Robyn Vinter 9th August 2018
It’s quite hard to imagine TV these days without Netflix. Within the space of a decade we’ve transformed the way we watch television — from being forced to wait for a new episode every week to having the ability to binge a whole series in one weekend.
Another trend in recent years, especially in TV drama, is realism. Never before have writers tried so hard to immerse the viewer in the story with characters who feel like they exist in real life, who have real voices and stories.
That’s perhaps why, arguably, we’re seeing slightly more representation of a larger range of people, with more LGBT characters, more protagonists who aren’t white and even the occasional disabled character — though these are still extremely rare.
One area where we’re still lacking in representation is people of all different shapes and sizes. Given that two-thirds of people in the UK and nearly three-quarters of Americans are overweight or obese, it’s crazy that virtually everyone on television is slim.
It’s hardly surprising that people want to turn on their TV and see extremely fuckable people
Of course, being slim — or even underweight for women — is aspirational. Low body fat equals attractiveness among large swathes of western society, so it’s hardly surprising that after a long day surrounded by average overweight folks people want to turn on their TV and see extremely fuckable people, irrespective of whether it’s realistic or necessary.
We’re at the point where casting a young overweight actor in a leading role is almost taboo.
It’s sort of funny to think that those who make television go above and beyond to spend millions of dollars on “realistic” visual effects, historically-accurate costumes and have actors spend weeks working with accent coaches to get a dialect exactly right — and yet the entire cast looks nothing like a real cross-section of society.
We know now that obesity isn’t about being gluttonous or lazy. It’s disordered eating, a disease. The truth is that for the overwhelming majority of people, once you’re overweight you’ll be battling it your entire life — biologically speaking, our bodies are programmed to do everything they can not to lose stored fat and, while you can lose weight in the short term, you’ll find it near-impossible to keep it off. Despite what some people still think, being fat just isn’t something that most people can help.
So you can understand why it might be frustrating for people to see a fat lead character in a Netflix show dramatically lose weight at the start of the first episode.
In Insatiable, which comes out tomorrow, Debby Ryan plays Patty — a chubby high-schooler who is picked on for her obesity but who, after having her jaw wired shut for a whole summer, becomes “hot”. Instead of embracing her new found popularity, Patty goes apeshit on the whole system, taking revenge on those who wronged her. One of the quotes from the trailer is: “I could be the former fatty who turned into a brain, or an athlete, or a princess. No – I’d rather get revenge.”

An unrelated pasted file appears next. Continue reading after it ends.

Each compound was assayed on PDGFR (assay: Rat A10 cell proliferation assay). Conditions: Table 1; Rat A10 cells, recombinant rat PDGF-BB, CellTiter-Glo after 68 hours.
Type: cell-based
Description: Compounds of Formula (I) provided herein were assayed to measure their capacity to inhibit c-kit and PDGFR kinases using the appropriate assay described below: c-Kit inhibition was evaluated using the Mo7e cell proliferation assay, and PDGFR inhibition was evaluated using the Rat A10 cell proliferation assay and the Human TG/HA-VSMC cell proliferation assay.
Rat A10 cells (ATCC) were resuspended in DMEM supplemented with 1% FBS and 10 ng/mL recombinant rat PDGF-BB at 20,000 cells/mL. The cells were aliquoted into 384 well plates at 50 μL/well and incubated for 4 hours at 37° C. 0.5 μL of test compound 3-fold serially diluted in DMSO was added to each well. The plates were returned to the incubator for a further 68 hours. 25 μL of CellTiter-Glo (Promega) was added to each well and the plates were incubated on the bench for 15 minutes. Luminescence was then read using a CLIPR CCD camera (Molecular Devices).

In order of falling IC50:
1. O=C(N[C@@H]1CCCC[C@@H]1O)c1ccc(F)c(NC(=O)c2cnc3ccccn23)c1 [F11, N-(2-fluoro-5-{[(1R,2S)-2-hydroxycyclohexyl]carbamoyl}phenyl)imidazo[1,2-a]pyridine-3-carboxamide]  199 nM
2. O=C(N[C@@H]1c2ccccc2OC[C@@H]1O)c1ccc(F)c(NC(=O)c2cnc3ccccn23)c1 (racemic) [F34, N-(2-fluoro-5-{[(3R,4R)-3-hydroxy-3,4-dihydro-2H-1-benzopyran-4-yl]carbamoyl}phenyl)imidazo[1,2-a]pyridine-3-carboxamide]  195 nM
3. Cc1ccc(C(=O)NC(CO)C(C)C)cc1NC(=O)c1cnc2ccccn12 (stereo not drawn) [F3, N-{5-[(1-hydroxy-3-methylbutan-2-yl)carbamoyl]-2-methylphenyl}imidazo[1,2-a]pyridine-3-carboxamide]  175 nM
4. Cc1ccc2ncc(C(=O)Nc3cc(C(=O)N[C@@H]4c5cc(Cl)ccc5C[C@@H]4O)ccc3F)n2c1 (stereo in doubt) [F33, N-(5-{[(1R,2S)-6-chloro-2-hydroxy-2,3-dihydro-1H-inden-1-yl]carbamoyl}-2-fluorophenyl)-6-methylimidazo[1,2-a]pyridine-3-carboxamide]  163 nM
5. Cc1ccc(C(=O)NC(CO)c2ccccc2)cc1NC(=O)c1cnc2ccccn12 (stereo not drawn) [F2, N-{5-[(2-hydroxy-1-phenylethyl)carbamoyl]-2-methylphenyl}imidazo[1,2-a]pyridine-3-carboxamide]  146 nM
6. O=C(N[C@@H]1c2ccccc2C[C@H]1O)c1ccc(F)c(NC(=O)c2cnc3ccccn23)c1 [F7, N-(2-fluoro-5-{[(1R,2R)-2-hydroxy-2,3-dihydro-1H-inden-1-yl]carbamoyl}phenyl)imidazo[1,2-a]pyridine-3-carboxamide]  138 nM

I stopped exercise altogether and instead spent after school eating instant noodles while watching cartoons
Patty doesn’t get revenge by getting thin. She gets thin and then gets revenge.
Nearly a quarter of a million people have signed a petition demanding Netflix cancel Insatiable before it airs. The petition states: “[This is] part of a much larger problem that I can promise you every single woman has faced in her life, sitting somewhere on the scale of valuing their worth on their bodies, to be desirable objects for the male gaze. That is exactly what this series does.”
It’s pretty hard to tell from a trailer whether this is true.
Like a lot of people who signed the petition, this story resonates a lot with me, and yet I can’t wait to watch it.
I’ve been Patty.
I was an active child who was quite muscular but as I became generally self conscious, like most pre-teen girls, I stopped sport and exercise altogether and instead spent after school eating instant noodles while watching cartoons. As a result, I gained a layer of padding. I certainly wasn’t a unit, more like a seal pup.
But by the time I was 16, I was thin.
Again, like many girls, I developed a mild eating disorder. I say “mild” because I was never in danger of doing myself any real harm and it wouldn’t be fair to compare myself to those who are but let’s just say I got used to the feeling of hunger and, over a couple of years, the pounds dropped off.
It seems like wanting to enact vengeance on classmates is a common theme among the teenage chubby, and is something the show’s writer Lauren Gussis says she experienced. I never felt like this — perhaps because as a teenage girl it’s pretty impossible to feel good. There’s always something wrong with you.
I now no longer have a thigh gap but I’m healthier and I can genuinely say, hand on heart, that being conventionally attractive didn’t change anything significant. What did change things was being less shallow.
Reading interviews with the cast and creators, it seems like that’s exactly what Insatiable will be all about — how losing weight doesn’t make you happy or turn you into a different person.
I am going to binge that shit like I binge deep-fried carbohydrates
But even if it’s not, vengeance is always satisfying to watch, and for many people, seeing someone destroy the people who ruined their self-esteem is cathartic, even when we know it’s a work of fiction.
Whether Insatiable ends up about being less shallow or satisfying vengeance, to be perfectly honest, I am going to binge that shit like I binge deep-fried carbohydrates.
We do desperately need more fat characters on TV but that’s not the fault or the responsibility of Insatiable. There’s no need to pick on Patty because she got thin.
Robyn Vinter 9th August 2018